BMW I2 to Become Company's First Jointly-developed EV With Daimler

Matt Posky
by Matt Posky
bmw i2 to become companys first jointly developed ev with daimler

The unlikely alliance between BMW and Daimler, solidified earlier this year, is in the opening stages of producing something tangible. The duo are already said to be working on a joint platform for electric vehicles, which the German business publication Manager Magazin claims will underpin a new EV from BMW.

Called the i2, the battery-powered subcompact is to be slotted beneath BMW’s existing i3. While rumored to be similar in size, the i2 will abandon the i3’s carbon fiber body in an attempt to minimize costs and broaden appeal. Daimler would follow by producing its own version, likely using Mercedes-Benz’s EQ sub-brand.

Since BMW has yet to confirm development on a next-generation i3, the i2 could serve as its replacement. Truth be told, the current i3’s utilization of high-cost materials probably cut into profit margins that were already thinned by the lofty development fees associated with EVs. Joint development, which should help immensely, has gradually become the preferred solution for automakers looking to produce electric cars at higher volumes.

BMW development chief Klaus Fröhlich carefully suggested to the German outlet that, despite robust global sales, it might be time for the i3 to consider making room for something else.

The BMW i2 is currently rumored to arrive in 2024 with an MSRP below 30,000 euros. By comparison, the i3 starts at around 35,000 euros. Once Daimler gets in on the action with its own version, the pair expect 500,000 joint sales annually. However, the model is suggested to have a target range of just 186 miles. While relatively competitive in 2019, there are already affordable alternatives offering superior range — and that gap will only widen in the coming years.

[Image: BMW]

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  • ToolGuy ToolGuy on Mar 27, 2019

    "the current i3’s utilization of high-cost materials..." There is piece cost (cost of the parts in each vehicle) and there is tooling amortization (up-front cost of metal stamping dies, for example, divided by number of vehicles produced). Depending on expected volumes, the 'break point' could favor carbon fiber reinforced panels (typically higher piece cost) or stamped steel (typically huge up-front investment).

  • ThomasSchiffer ThomasSchiffer on Mar 27, 2019

    186 miles = 298 km That is perfectly fine for a small city car which will predominantly be driven in an urban or provincial setting where people tend to have shorter trips. It is logical to assume that these small EVs will be purchased for urban usage, and not cross country road trips. And perhaps there will be optional larger, more energy dense battery packs available for more range for those who need it. Side note, I drove past that location today where the photo of those two i3s was snapped. It’s the grounds of the former ‘Schlachthof’ in central Munich.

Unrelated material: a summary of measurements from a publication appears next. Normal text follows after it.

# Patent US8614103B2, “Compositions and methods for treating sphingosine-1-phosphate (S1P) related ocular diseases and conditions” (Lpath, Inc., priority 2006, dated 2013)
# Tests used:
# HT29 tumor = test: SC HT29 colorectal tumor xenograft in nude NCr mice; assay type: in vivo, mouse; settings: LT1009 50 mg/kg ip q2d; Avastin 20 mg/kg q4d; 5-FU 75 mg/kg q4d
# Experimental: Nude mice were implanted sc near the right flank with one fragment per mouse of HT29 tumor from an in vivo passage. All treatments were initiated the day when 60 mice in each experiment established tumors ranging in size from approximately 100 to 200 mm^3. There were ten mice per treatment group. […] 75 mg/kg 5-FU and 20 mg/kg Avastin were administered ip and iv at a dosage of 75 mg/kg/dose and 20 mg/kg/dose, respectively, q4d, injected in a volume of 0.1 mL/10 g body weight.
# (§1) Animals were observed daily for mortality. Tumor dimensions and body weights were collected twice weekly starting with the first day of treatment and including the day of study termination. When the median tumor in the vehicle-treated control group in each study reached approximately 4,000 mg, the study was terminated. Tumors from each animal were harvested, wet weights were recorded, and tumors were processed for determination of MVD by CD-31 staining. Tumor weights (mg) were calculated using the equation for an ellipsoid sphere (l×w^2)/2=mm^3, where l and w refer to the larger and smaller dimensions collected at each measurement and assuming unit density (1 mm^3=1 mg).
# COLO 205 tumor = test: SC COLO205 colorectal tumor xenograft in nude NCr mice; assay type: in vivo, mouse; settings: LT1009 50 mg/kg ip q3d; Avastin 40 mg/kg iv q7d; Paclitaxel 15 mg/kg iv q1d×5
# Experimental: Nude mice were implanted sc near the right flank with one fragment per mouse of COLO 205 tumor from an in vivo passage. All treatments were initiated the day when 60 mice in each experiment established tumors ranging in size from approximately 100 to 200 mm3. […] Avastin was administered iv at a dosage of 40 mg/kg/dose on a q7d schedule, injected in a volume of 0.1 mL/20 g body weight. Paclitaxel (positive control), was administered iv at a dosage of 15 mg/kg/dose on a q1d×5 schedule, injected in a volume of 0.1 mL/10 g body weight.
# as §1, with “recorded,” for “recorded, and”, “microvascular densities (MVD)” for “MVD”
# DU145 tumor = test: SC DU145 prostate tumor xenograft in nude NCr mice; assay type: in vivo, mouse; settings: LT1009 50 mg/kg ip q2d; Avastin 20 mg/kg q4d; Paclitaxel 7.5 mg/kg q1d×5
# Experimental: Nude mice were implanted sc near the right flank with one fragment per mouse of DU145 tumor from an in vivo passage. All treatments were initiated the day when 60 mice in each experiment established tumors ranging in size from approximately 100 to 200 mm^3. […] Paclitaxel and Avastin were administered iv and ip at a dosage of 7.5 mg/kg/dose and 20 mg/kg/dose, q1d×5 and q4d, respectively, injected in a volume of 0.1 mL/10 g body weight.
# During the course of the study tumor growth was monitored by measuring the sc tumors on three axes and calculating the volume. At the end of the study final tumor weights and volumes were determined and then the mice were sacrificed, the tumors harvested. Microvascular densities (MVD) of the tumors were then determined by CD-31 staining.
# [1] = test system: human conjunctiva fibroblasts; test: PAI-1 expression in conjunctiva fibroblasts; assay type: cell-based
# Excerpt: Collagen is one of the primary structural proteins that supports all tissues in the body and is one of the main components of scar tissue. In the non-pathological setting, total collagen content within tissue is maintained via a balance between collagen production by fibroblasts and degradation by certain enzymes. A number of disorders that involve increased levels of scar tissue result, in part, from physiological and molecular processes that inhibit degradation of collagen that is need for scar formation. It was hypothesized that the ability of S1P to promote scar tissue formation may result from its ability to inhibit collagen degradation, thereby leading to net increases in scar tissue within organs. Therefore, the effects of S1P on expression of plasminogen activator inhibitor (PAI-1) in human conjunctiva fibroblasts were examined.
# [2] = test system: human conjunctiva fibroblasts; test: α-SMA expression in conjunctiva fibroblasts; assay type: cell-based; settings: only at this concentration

• See 1 previous
    • ThomasSchiffer ThomasSchiffer on Mar 27, 2019

      @Inside Looking Out The Schlachthof used to be one of the main animal slaughtering centers in Munich. Animals were predominantly delivered by train (the old, rusty train tracks were visible and accessible until a few months ago), slaughtered and afterwards delivered to markets and restaurants around the city for further sale. Currently, the area around the train tracks is being torn down, but I am unaware of what will be built on its place. Since the mid-2000s the Schlachthof has become less and less significant, even though some animal slaughter still takes place on a small scale. On the German Wikipedia article about this historic place you will find some vintage photos. https://de.m.wikipedia.org/wiki/Schlacht-_und_Viehhof_München In the image below, the graffiti wall with the two BMW i3s is out of the frame on the bottom left. The road is called ‘Tumblingerstraße’. https://www.wochenanzeiger-muenchen.de/media/locationpics/SchlachtViehhof_wide__xl.jpg Here you can see the exact same ‘NO COOL’ graffiti artwork that is visible in the BMW i3 image. https://www.muenchen.de/media/aktuell-2019/sonstige/streetart-tumblinger/streetart-thalkirchen2-hp.jpg The containers are empty to my knowledge and were part of a temporary ‘art park’. No doubt they will soon be removed. Half of the Schlachthof is currently being torn down to make way for what I assume will be modern apartments or office buildings.

  • Dukeisduke Dukeisduke on Mar 28, 2019

    Just give them some leftover third-gen electric Smart Fortwos, and rebadge them. Problem solved.

  • HotPotato HotPotato on Mar 30, 2019

    Daimler: "How do we get out from under Smart, producing these electric city cars!" Also Daimler: "Let's do a joint venture with BMW to produce electric city cars!"

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